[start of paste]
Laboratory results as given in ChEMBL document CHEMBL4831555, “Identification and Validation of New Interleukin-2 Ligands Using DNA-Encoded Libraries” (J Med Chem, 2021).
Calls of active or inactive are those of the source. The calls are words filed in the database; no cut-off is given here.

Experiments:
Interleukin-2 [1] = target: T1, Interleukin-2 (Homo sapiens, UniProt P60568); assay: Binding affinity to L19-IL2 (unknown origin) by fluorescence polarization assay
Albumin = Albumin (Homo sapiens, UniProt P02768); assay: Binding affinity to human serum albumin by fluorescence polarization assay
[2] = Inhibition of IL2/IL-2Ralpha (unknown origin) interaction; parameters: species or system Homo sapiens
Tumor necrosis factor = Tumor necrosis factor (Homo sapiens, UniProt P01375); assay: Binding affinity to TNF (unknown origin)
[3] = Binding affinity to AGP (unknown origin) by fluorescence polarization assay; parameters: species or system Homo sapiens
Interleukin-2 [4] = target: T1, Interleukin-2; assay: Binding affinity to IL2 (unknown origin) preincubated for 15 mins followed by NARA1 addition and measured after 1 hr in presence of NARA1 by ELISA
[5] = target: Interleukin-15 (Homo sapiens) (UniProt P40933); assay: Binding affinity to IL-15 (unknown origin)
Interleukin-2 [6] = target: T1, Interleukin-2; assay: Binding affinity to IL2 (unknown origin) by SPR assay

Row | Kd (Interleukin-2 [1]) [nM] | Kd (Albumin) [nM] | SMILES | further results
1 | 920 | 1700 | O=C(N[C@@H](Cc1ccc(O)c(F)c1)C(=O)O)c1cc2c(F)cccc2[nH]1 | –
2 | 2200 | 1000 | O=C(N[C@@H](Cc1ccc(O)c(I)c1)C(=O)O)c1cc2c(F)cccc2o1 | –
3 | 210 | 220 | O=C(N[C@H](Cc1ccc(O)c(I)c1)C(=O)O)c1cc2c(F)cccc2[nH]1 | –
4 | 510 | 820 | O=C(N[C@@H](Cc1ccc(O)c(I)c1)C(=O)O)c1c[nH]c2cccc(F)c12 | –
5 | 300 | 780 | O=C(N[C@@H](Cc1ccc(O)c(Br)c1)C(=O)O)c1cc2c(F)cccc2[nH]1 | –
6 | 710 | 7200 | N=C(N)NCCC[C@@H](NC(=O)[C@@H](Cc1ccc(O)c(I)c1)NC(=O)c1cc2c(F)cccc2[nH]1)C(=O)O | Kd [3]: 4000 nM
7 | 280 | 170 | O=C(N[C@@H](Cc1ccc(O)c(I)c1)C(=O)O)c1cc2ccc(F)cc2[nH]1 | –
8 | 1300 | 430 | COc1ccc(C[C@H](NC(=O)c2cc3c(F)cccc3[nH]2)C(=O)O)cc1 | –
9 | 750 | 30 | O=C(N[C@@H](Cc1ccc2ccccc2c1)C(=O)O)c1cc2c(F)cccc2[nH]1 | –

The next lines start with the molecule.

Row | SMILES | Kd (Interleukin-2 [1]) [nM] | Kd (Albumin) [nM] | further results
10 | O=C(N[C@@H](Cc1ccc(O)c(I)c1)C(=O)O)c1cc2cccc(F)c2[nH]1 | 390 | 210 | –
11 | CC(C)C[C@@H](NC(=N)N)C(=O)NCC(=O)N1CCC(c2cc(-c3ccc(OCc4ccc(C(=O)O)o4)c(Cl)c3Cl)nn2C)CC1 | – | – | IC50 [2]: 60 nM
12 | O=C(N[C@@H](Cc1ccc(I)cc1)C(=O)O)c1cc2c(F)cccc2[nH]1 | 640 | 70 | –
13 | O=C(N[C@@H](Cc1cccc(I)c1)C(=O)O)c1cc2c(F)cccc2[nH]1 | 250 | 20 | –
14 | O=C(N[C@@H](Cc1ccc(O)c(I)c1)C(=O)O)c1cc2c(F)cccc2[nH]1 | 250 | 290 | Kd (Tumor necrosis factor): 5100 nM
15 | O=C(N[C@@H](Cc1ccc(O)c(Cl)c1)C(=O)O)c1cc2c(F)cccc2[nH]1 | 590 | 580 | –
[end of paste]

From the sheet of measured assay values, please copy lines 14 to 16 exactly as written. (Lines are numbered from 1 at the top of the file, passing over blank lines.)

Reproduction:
2 | 2200 | 1000 | O=C(N[C@@H](Cc1ccc(O)c(I)c1)C(=O)O)c1cc2c(F)cccc2o1 | –
3 | 210 | 220 | O=C(N[C@H](Cc1ccc(O)c(I)c1)C(=O)O)c1cc2c(F)cccc2[nH]1 | –
4 | 510 | 820 | O=C(N[C@@H](Cc1ccc(O)c(I)c1)C(=O)O)c1c[nH]c2cccc(F)c12 | –